Could you tell me which of these phrases is grammatically correct — "anything but" or "anything except"?
If the use depends on context, what are the instances when each must be preferred?
Anything but can be a phrase used to emphasise that something is not what was expected
Example from the dictionaries:
She's meant to be really nice but she was anything but nice when I met her.
In sentences where such meaning is not intended, except (as mentioned by Kris) is preferred since it does not interfere with the above meaning.
"I can't give you anything but love" would be more correctly written "I can't give you anything, except love".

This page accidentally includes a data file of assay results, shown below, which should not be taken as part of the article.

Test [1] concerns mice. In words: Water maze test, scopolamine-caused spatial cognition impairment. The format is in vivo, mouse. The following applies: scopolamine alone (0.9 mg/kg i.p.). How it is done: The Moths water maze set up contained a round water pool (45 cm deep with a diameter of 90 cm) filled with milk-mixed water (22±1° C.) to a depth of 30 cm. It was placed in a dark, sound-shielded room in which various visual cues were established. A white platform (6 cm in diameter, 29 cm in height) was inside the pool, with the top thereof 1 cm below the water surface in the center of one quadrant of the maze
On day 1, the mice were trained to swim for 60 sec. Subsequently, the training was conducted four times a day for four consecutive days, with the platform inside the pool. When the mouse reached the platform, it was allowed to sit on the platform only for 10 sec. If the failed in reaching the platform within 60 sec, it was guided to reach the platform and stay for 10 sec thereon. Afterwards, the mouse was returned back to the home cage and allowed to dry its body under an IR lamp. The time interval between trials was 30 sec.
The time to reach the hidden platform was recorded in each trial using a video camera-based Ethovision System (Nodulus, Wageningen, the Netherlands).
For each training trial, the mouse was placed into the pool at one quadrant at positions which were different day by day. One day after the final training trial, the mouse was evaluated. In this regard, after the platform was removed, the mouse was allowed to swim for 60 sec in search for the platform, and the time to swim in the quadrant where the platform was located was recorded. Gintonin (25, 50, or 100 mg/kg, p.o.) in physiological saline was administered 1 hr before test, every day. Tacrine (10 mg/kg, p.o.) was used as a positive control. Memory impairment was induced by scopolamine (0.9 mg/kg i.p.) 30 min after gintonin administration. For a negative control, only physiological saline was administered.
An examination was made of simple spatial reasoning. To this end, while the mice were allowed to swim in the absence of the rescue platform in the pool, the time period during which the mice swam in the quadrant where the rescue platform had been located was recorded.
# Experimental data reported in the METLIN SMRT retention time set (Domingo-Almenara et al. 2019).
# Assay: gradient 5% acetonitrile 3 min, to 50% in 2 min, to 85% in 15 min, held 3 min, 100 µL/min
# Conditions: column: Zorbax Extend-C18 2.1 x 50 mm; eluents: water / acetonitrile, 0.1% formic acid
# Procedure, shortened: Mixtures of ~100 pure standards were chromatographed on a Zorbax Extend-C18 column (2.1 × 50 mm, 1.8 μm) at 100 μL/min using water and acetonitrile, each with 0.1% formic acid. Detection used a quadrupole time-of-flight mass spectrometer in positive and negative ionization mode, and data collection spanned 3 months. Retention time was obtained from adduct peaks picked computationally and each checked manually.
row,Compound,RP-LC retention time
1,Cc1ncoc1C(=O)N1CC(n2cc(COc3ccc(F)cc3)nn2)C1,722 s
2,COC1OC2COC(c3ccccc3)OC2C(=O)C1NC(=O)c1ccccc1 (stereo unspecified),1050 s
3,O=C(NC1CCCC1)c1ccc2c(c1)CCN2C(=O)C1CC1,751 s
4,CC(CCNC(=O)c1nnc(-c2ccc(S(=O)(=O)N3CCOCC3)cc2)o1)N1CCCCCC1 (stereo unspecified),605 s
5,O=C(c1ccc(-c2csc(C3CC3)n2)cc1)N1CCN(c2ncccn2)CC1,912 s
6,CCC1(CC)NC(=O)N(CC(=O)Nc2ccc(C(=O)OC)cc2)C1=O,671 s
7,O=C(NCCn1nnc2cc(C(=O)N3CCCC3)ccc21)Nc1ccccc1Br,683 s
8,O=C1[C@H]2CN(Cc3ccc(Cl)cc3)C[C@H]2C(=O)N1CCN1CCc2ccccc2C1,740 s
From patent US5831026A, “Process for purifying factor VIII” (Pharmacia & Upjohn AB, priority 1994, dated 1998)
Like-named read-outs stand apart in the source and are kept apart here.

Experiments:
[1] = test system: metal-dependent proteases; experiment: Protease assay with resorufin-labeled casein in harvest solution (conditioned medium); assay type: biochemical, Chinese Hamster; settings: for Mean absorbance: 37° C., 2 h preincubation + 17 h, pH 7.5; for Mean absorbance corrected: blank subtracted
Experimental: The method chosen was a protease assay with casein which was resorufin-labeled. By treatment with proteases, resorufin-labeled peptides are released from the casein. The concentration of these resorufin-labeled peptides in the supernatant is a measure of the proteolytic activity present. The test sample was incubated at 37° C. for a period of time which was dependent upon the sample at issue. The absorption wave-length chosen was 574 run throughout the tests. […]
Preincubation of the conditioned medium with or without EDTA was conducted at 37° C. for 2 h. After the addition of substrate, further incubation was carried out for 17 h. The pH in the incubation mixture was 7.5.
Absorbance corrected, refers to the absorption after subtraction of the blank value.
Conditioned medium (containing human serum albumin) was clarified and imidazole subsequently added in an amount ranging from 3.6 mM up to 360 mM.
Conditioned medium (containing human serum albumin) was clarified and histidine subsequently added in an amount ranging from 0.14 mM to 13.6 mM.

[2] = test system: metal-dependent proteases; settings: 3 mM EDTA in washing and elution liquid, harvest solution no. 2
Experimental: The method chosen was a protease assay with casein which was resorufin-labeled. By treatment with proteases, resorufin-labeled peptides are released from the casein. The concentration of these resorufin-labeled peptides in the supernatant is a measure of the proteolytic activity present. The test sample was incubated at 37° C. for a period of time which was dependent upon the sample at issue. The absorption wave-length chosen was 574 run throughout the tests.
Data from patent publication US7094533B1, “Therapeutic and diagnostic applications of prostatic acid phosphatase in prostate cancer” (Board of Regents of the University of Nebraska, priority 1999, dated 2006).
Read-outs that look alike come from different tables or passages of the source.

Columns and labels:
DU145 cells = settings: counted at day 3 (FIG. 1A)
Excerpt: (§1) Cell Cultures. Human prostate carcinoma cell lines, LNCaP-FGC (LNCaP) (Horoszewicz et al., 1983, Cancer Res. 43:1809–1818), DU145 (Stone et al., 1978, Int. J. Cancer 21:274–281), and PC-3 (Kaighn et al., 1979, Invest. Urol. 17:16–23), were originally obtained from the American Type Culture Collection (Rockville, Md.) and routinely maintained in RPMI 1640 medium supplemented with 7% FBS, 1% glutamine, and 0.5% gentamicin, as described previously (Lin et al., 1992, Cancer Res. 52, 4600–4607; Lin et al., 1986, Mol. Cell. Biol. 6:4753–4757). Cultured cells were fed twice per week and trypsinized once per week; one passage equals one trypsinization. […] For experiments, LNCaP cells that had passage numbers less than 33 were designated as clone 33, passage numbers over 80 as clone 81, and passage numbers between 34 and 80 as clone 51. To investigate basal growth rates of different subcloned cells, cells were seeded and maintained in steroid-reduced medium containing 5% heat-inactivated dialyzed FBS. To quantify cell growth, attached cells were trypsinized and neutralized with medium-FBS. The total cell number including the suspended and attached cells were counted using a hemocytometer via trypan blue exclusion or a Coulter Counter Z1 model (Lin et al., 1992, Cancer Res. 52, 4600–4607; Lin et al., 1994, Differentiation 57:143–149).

but = except
Both are grammatical. Except should preferably be preceded by a word with a comma. In short and very clear sentences, the comma may be dropped, though.
However, anything but is a kind of set phrase -- use it for effect; anything, except is more clear and preferred in serious writing, use it in general.
Anything but is the commonly used phrase and means not at all. Aside from that, they both mean the same thing more or less. In some instances you may need a pause before except but that depends on context.
anything but not at all (used for emphasis): he is anything but racist.(OED)
We cannot do anything except to work on daily basis.(nytimes)
Mr. Ai said his police minders suggested he could publicly talk or write about almost anything — except the coming party congress.(nytimes)
It's actually 'anything but not', but is used as 'anything but'. Isn't it? For example : I can tolerate anything but bad breath. (which means - I can tolerate anything but not bad breath.)